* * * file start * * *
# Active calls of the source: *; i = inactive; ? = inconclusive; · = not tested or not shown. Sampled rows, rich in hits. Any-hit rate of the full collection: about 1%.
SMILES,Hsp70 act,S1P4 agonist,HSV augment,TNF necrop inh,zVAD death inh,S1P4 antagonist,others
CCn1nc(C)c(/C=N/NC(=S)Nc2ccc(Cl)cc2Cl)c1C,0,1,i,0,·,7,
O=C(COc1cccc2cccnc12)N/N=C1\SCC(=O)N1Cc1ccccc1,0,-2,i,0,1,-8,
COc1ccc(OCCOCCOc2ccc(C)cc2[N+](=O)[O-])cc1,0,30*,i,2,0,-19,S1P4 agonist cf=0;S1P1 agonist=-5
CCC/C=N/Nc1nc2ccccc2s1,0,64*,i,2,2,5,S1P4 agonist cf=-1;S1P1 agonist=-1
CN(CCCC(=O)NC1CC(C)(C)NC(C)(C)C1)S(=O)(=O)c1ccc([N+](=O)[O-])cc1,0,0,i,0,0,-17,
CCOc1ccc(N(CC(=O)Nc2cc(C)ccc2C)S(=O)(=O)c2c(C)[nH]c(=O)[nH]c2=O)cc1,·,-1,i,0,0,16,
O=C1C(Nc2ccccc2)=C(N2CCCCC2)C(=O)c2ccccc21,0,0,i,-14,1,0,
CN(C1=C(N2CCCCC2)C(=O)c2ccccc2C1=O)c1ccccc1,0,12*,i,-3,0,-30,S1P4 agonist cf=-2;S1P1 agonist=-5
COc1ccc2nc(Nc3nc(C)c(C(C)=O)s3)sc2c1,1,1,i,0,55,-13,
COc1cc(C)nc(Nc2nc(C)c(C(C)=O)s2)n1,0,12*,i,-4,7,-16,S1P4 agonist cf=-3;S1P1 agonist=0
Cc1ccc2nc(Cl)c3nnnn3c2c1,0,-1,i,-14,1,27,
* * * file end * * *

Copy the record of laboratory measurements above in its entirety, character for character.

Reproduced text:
# Active calls of the source: *; i = inactive; ? = inconclusive; · = not tested or not shown. Sampled rows, rich in hits. Any-hit rate of the full collection: about 1%.
SMILES,Hsp70 act,S1P4 agonist,HSV augment,TNF necrop inh,zVAD death inh,S1P4 antagonist,others
CCn1nc(C)c(/C=N/NC(=S)Nc2ccc(Cl)cc2Cl)c1C,0,1,i,0,·,7,
O=C(COc1cccc2cccnc12)N/N=C1\SCC(=O)N1Cc1ccccc1,0,-2,i,0,1,-8,
COc1ccc(OCCOCCOc2ccc(C)cc2[N+](=O)[O-])cc1,0,30*,i,2,0,-19,S1P4 agonist cf=0;S1P1 agonist=-5
CCC/C=N/Nc1nc2ccccc2s1,0,64*,i,2,2,5,S1P4 agonist cf=-1;S1P1 agonist=-1
CN(CCCC(=O)NC1CC(C)(C)NC(C)(C)C1)S(=O)(=O)c1ccc([N+](=O)[O-])cc1,0,0,i,0,0,-17,
CCOc1ccc(N(CC(=O)Nc2cc(C)ccc2C)S(=O)(=O)c2c(C)[nH]c(=O)[nH]c2=O)cc1,·,-1,i,0,0,16,
O=C1C(Nc2ccccc2)=C(N2CCCCC2)C(=O)c2ccccc21,0,0,i,-14,1,0,
CN(C1=C(N2CCCCC2)C(=O)c2ccccc2C1=O)c1ccccc1,0,12*,i,-3,0,-30,S1P4 agonist cf=-2;S1P1 agonist=-5
COc1ccc2nc(Nc3nc(C)c(C(C)=O)s3)sc2c1,1,1,i,0,55,-13,
COc1cc(C)nc(Nc2nc(C)c(C(C)=O)s2)n1,0,12*,i,-4,7,-16,S1P4 agonist cf=-3;S1P1 agonist=0
Cc1ccc2nc(Cl)c3nnnn3c2c1,0,-1,i,-14,1,27,